When I work with the Heptarchia Mystica the schema I recommend for the powers of the Kings and Princes is that of John Dee's 1588 text, which is how they appear in Mastering the Mystical Heptarchy. So everything in this post is more a thought experiment than a serious proposal. Let me be clear - I don't necessarily disagree with the idea of reordering the Heptarchia, but rather I'm at the point where I need to see more practical evidence that the new order works better than the original. I do have enough personal experience to say for sure that the original order works, after experimenting with it for many years and carefully tracking my results.

But let's say for the sake of argument that the Heptarchia does in fact need to be reordered to better line up the powers of the Kings and Princes. There are two distinct ways to do it. The first is the method Aaron outlines in his article, matching the power of each Prince to the power of the King that rules the same day. I'm not going to go over that method in detail, as his article explains it quite well. What he doesn't mention at all, though, is the second possible method, grouping the powers of the Kings and Princes by planet rather than by day.

This alternative schema is suggested by the simple observation that, in the Heptarchia, the Kings and Princes are given different planetary attributions. On Sunday, for example, the King is attributed to the Sun, but the Prince is attributed to Venus. This principle holds throughout the Heptarchia, with the complete list of Kings and Princes by day and planet as follows:

Sunday: King - BOBOGEL (Sun), Prince - BORNOGO (Venus)
Monday: King - BLUMAZA (Moon), Prince - BRALGES (Saturn)
Tuesday: King - BABALEL (Mars), Prince - BEFAFES (Sun)
Wednesday: King - BNASPOL (Mercury), Prince - BLISDON (Jupiter)
Thursday: King - BYNEPOR (Jupiter), Prince - BUTMONO (Mars)
Friday: King - BALIGON (Venus), Prince - BAGENOL (Moon)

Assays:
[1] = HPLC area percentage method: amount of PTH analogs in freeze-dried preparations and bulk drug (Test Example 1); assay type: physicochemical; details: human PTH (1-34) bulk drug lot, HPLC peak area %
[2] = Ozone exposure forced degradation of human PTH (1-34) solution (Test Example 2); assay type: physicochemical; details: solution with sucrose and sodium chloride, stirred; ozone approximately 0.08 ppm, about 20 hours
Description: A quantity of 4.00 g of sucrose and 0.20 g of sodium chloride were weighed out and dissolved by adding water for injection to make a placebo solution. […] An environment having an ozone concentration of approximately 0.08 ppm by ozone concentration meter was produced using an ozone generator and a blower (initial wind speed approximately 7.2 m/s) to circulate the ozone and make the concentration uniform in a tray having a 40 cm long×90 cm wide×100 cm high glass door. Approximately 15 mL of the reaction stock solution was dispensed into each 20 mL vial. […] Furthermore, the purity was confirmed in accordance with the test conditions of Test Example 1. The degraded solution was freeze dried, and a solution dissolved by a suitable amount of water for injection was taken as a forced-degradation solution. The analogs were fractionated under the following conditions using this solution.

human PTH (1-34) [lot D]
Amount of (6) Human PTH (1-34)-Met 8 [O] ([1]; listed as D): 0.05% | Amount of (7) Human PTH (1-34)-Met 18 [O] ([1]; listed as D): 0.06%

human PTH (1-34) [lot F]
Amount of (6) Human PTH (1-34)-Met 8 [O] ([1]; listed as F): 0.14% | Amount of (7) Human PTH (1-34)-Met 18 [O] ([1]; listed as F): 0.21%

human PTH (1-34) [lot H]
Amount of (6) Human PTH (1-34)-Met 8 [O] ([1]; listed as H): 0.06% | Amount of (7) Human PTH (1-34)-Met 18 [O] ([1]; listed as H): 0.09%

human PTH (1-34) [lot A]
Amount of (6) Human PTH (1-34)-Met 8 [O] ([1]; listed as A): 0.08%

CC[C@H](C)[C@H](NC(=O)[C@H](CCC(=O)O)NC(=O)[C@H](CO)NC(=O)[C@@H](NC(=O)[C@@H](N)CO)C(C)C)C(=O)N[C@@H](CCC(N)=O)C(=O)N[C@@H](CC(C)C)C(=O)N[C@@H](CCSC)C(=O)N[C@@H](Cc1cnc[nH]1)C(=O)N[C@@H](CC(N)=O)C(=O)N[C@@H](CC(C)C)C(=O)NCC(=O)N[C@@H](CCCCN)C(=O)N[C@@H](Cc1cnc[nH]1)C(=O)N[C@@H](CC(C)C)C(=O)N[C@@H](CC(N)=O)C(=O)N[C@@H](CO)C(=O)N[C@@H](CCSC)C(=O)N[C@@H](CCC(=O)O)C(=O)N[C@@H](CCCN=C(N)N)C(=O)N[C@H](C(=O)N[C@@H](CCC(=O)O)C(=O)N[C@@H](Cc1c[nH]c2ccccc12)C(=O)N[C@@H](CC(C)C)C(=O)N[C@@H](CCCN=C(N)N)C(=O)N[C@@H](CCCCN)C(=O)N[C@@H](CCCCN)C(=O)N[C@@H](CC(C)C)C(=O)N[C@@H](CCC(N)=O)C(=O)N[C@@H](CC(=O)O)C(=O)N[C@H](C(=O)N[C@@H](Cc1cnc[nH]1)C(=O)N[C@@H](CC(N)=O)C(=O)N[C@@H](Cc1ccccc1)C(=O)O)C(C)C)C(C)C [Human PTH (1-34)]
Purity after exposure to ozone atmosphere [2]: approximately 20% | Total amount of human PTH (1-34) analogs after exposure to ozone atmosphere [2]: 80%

Saturn: King - BNAPSEN (Saturn), Prince - BRORGES (Mercury)

These additional planetary attributions suggest that the powers of the Heptarchial angels could also be reorganized by matching the powers of the Prince associated with each planet to that of the corresponding King by planetary aspect, rather than by day.

Sunday, February 23, 2014

Voynich Manuscript Decoded - Again?

Earlier this month I posted an article about a botanist who believes that the mysterious Voynich manuscript may have been written in some form of the Aztec language Nahuatl, based on illustrations that resemble plants found only in the Americas. This is apparently a good time to be studying the Voynich, because now British linguistics professor Stephen Bax has announced that he may have decoded part of the manuscript - and the language is most definitely not Aztec.

Professor Bax however has begun to unlock the mystery meanings of the Voynich manuscript using his wide knowledge of mediaeval manuscripts and his familiarity with Semitic languages such as Arabic. Using careful linguistic analysis he is working on the script letter by letter.

“I hit on the idea of identifying proper names in the text, following historic approaches which successfully deciphered Egyptian hieroglyphs and other mystery scripts, and I then used those names to work out part of the script,” explained Professor Bax, who is to give his inaugural lecture as a professor at the University later this month.

“The manuscript has a lot of illustrations of stars and plants. I was able to identify some of these, with their names, by looking at mediaeval herbal manuscripts in Arabic and other languages, and I then made a start on a decoding, with some exciting results.”

Among the words he has identified is the term for Taurus, alongside a picture of seven stars which seem to be the Pleiades, and also the word KANTAIRON alongside a picture of the plant Centaury, a known mediaeval herb, as well as a number of other plants.

I've been skeptical from the beginning about the Aztec hypothesis because (A) the European-style supposed transcription matches no known system and (B) the manuscript has been dated to the early 1400's, before Europeans reached the Americas. It makes more sense that the script might be a code for a language such as Arabic, which was known in Europe at that time. Also, a compilation of Arabic astronomical and herbal lore would have been quite valuable in the 1400's, when European science was just starting to catch up with that of the Arabic world. It remains to be seen how much more of the manuscript Professor Bax can decipher.

Saturday, February 22, 2014

Ready for Ragnarok?

Back in November I posted about Ragnarok, the supposed "Viking apocalypse," which is scheduled for today. That's right, February 22, 2014. So are you ready for the end of the world - again? Or, more to the point, are you ready to laugh off yet another failed prediction as February 23rd comes without a hitch? This time around it sounds like the Norse apocalypse is not being treated so much as a calamity but as an excuse to sell tickets to a "Viking Festival," which is a big improvement over Harold Camping and his lot back in 2011.